Hepatitis C virus (HCV) triggers innate immunity signaling in the infected cell. Replication of the viral genome is dispensable for this phenotype, and we along with others have recently shown that NS5B, the viral RNA-dependent RNA polymerase, synthesizes double-stranded RNA (dsRNA) from cellular templates, thus eliciting an inflammatory response, notably via activation of type I interferon and lymphotoxin β. Here, we investigated intracellular signal transduction pathways involved in this process. Using HepaRG cells, a model that largely recapitulates the in vivo complexities of the innate immunity receptor signaling, we have confirmed that NS5B triggered increased expression of the canonical pattern recognition receptors (PRRs) specific for dsRNA, namely, RIG-I, MDA5, and Toll-like receptor 3 (TLR3). Unexpectedly, intracellular dsRNA also led to accumulation of NOD1, a receptor classically involved in recognition of bacterial peptidoglycans. NOD1 activation, confirmed by analysis of its downstream targets, was likely due to its interaction with dsRNA and was independent of RIG-I and mitochondrial antiviral signaling protein (MAVS/IPS-1/Cardif/VISA) signaling. It is likely to have a functional significance in the cellular response in the context of HCV infection since interference with the NOD1 pathway severely reduced the inflammatory response elicited by NS5B.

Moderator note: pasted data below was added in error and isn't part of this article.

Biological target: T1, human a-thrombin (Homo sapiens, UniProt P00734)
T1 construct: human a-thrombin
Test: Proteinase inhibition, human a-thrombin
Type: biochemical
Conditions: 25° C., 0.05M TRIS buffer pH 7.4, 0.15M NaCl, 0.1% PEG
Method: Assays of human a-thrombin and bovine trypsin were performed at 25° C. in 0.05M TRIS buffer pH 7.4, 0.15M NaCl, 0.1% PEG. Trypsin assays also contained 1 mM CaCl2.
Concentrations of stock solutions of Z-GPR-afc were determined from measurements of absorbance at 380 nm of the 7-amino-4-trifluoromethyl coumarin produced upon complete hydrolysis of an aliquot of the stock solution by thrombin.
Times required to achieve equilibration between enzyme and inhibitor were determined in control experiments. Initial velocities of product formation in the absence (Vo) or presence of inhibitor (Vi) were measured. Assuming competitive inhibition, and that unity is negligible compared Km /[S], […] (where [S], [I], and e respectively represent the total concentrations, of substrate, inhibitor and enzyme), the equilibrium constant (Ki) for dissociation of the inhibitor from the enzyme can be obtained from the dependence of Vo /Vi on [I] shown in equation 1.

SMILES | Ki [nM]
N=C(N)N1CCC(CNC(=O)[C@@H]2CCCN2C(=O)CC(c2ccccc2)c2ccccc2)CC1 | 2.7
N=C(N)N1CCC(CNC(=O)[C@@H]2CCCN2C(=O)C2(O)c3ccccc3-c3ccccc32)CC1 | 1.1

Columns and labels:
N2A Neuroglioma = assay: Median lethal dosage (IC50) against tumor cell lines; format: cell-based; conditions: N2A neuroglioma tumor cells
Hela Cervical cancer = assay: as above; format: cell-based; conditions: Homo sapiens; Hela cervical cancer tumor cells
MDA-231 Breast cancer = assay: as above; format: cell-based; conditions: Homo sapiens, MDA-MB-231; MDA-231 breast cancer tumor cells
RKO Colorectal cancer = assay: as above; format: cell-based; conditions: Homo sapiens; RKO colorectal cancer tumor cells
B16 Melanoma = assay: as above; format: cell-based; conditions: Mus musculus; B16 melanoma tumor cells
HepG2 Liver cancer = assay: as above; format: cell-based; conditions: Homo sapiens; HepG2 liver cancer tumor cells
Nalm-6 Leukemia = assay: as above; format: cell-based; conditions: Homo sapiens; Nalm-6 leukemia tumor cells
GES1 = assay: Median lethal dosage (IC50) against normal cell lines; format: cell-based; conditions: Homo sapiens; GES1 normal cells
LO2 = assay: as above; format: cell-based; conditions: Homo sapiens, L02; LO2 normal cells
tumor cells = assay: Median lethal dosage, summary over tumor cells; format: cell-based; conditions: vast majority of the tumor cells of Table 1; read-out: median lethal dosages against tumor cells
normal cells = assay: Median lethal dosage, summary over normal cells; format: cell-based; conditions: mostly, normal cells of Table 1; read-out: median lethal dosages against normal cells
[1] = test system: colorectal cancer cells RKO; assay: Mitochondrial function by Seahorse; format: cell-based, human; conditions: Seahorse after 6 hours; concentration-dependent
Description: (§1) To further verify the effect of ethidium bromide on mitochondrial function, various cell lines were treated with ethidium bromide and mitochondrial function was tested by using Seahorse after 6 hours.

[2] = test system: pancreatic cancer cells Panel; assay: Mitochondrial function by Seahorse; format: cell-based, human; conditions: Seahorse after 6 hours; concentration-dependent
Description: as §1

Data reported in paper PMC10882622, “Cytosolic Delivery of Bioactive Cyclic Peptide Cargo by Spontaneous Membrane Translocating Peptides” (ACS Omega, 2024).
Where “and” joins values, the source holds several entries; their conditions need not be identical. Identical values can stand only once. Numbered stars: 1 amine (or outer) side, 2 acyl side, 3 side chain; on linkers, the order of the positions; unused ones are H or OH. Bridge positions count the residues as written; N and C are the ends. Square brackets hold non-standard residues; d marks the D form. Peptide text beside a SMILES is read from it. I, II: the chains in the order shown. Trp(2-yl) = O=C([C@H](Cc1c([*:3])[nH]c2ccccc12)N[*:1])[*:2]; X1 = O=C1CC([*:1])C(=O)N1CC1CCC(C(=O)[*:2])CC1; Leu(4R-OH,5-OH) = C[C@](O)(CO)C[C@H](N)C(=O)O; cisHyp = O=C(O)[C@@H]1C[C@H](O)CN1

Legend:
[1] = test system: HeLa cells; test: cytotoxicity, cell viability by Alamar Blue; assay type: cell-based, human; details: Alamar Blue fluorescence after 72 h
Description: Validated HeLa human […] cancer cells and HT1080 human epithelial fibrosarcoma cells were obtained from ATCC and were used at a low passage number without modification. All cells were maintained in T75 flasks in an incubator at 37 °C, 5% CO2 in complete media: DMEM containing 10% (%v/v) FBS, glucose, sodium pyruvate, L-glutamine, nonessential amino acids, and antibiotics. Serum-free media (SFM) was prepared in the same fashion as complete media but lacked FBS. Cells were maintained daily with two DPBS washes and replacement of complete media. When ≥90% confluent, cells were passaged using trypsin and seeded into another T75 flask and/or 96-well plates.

Importance: In this study, we show that NOD1, a PRR that normally senses bacterial peptidoglycans, is activated by HCV viral polymerase, probably through an interaction with dsRNA, suggesting that NOD1 acts as an RNA ligand recognition receptor. In consequence, interference with NOD1-mediated signaling significantly weakens the inflammatory response to dsRNA. These results add a new level of complexity to the understanding of the cross talk between different classes of pattern recognition receptors and may be related to certain complications of chronic hepatitis C virus infection.
Copyright © 2016, American Society for Microbiology. All Rights Reserved.